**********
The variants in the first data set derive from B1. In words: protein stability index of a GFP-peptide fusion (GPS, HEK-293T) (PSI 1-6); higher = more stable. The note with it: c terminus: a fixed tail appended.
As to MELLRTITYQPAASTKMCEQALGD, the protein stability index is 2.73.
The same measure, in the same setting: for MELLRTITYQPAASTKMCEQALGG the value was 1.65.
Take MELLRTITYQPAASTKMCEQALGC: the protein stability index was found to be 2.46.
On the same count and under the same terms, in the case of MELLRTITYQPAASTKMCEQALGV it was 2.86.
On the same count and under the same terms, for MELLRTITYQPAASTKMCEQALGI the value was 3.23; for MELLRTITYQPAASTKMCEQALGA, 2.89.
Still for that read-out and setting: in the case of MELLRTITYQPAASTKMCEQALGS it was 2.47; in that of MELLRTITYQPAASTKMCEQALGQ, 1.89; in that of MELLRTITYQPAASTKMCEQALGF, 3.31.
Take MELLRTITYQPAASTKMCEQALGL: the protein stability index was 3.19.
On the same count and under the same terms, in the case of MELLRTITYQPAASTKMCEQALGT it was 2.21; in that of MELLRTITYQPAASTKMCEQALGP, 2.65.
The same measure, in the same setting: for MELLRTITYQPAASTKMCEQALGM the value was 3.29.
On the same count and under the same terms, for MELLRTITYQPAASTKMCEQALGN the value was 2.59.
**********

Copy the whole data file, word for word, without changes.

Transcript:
The variants in the first data set derive from B1. In words: protein stability index of a GFP-peptide fusion (GPS, HEK-293T) (PSI 1-6); higher = more stable. The note with it: c terminus: a fixed tail appended.
As to MELLRTITYQPAASTKMCEQALGD, the protein stability index is 2.73.
The same measure, in the same setting: for MELLRTITYQPAASTKMCEQALGG the value was 1.65.
Take MELLRTITYQPAASTKMCEQALGC: the protein stability index was found to be 2.46.
On the same count and under the same terms, in the case of MELLRTITYQPAASTKMCEQALGV it was 2.86.
On the same count and under the same terms, for MELLRTITYQPAASTKMCEQALGI the value was 3.23; for MELLRTITYQPAASTKMCEQALGA, 2.89.
Still for that read-out and setting: in the case of MELLRTITYQPAASTKMCEQALGS it was 2.47; in that of MELLRTITYQPAASTKMCEQALGQ, 1.89; in that of MELLRTITYQPAASTKMCEQALGF, 3.31.
Take MELLRTITYQPAASTKMCEQALGL: the protein stability index was 3.19.
On the same count and under the same terms, in the case of MELLRTITYQPAASTKMCEQALGT it was 2.21; in that of MELLRTITYQPAASTKMCEQALGP, 2.65.
The same measure, in the same setting: for MELLRTITYQPAASTKMCEQALGM the value was 3.29.
On the same count and under the same terms, for MELLRTITYQPAASTKMCEQALGN the value was 2.59.